What bring me to my own running. I am learning to take things as they go. I am trying really hard not to look into the future, and while I am toying with some ideas, I simply don't share them anymore, because, well, I just don't know. I even had a pretty awesome track run a week before a day after a fantastic hill run - only to get sick with cold 3 days later (didn't help to spend 6 hrs volunteering at the Hells Hills races, where it was overcast and windy and cool - awesome for runners who all PR'ed, not so awesome for under-dressed volunteers).
But just nobody think I had given up on my own fitness (though I bet nobody thinks that anyway), my gym attendance and effort had risen above and beyond anything in a very many years - it is also good that I totally love my new fancy non-crowded fully equipped gym. So, my cardio is highlighted with lots and lots of Stair-climbing, and I am getting better and stepping faster and working longer on it. Bring on the hills!!! Also having fun with solid plyometrics, along with regular weight lifting stuff. Yoga's always here too:) So, I am fit, watching my food, but not judging the little things if they happen.

Knitting new big order for thin alpaca hats, had to set aside my own projects - love good yarn! Wish everybody who orders hats or scarfs would be willing to pay that little extra that would allow me to buy a better quality yarn, a win-win for everybody. This particular requests involves being lightweight and lots of holes:)


Two of my running coaching clients had finished their first 50M races (in different places). I waqs thrilled to be a part of their journey. There was a question floating last night about why there are coaches for running and why folks need them. I had some thoughts on it that I offered (short version: some runners need accountability and structure and wisdom in one place vs internet search and asking other runners), and that I came to it via folks asking me for help long before doing it officially - eventually I took certifying classes and set a small fee (much smaller than any average coach in US I had heard of). Although I never turned away a free question (and those who benefited know about that), I also am aware of a way "if I don't pay, I will find excuse not to do something" (ask me why I have to be a member of the gym and yoga studio and not use dumbbells and mat at home). From the 10:19 Bull Run Run 50 finisher: "And not to be forgotten, thank you so much for your expertise, guidance, and enthusiasm. I can be rough on myself, sometimes unfocused, and be of the opinion that I'm never doing enough. But you set me straight and change my way of thinking. Thank you. I credit your training plan with making my day yesterday so very enjoyable." And from recent running beginner and now a finisher of hot and humid Possum Kingdom 52M race: " I know without you, I would not have improved my speed nearly as much as I have since August and would not have been able to complete PK 52 feeling as good as I do today." This makes me feel all warm and fuzzy and keep on helping even when I am tired starring at schedules and emails and announce to Larry I am done with this "business".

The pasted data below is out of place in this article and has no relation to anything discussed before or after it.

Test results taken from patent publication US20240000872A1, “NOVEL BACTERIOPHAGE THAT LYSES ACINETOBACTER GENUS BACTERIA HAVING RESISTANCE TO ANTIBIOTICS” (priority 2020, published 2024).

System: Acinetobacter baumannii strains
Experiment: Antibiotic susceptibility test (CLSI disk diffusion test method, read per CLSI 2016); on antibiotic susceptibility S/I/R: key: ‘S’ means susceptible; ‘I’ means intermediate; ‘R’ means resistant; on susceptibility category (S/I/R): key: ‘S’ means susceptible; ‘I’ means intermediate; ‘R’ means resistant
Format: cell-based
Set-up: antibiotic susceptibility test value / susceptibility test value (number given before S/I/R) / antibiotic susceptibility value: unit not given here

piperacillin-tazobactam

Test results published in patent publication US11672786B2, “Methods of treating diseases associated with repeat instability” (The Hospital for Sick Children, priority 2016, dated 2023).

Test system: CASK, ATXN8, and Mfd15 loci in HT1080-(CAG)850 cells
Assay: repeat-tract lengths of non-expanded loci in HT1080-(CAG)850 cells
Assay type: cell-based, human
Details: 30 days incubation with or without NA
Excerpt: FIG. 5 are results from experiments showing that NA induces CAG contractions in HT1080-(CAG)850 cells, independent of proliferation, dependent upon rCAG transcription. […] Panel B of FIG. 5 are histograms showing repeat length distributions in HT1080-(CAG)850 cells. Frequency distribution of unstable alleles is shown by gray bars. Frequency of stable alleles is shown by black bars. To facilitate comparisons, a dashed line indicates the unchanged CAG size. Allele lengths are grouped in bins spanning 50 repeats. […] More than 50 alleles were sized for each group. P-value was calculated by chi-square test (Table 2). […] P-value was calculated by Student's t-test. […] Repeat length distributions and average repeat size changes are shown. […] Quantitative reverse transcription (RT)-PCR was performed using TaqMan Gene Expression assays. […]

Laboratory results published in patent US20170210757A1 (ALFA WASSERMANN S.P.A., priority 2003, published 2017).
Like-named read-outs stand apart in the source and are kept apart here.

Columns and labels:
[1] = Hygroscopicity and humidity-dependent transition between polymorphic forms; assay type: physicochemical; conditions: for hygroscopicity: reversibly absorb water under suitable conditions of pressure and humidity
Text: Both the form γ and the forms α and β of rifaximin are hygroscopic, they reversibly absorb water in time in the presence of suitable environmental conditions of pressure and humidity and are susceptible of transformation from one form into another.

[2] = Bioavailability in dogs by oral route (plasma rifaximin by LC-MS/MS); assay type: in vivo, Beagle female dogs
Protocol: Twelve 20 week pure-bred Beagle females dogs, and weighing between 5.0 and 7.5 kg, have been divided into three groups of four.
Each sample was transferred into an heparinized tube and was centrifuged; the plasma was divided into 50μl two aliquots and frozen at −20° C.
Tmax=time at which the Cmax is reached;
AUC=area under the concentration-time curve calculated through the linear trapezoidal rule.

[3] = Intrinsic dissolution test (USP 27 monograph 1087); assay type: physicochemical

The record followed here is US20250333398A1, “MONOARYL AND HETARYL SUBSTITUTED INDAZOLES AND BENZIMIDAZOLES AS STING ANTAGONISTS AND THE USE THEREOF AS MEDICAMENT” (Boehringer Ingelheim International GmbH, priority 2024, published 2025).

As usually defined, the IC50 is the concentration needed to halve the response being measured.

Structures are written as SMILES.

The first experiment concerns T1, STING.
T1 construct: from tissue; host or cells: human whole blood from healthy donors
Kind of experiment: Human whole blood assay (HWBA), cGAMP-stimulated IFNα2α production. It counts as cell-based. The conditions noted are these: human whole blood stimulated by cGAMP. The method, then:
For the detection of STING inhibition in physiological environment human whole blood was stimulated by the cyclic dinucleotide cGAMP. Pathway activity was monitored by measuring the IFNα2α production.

And lastly, Larry and I ventured for a date in the city on Sunday - (besides schedules for running clients) I didn't have to work one day this weekend. That felt awesome! We had coffee, walked Congress all the way to the river, set on the bench and talked, talked...That was wonderful! I am looking forward out trip to Bay Area in a week. I am having a great appreciation of having a partner I can share so much with, and who accepts me and understands me and looks towards the same direction as me - yet doesn't feel intrusive and overwhelming. This marriage may have happened "on the fly", and it took a lot of work, but it is totally worth it.


Anonymous said...

It sounds like things are going really well!! Glad that you had a good run and a great date time with the hubby!!

The DayGlo Orange Lightweight Alpaca Racing Beanie (anything else is just a wool cap) looks awesome! Glad that you've gotten some orders! :)

Dan C.

Kim said...

Good to hear from you Olga.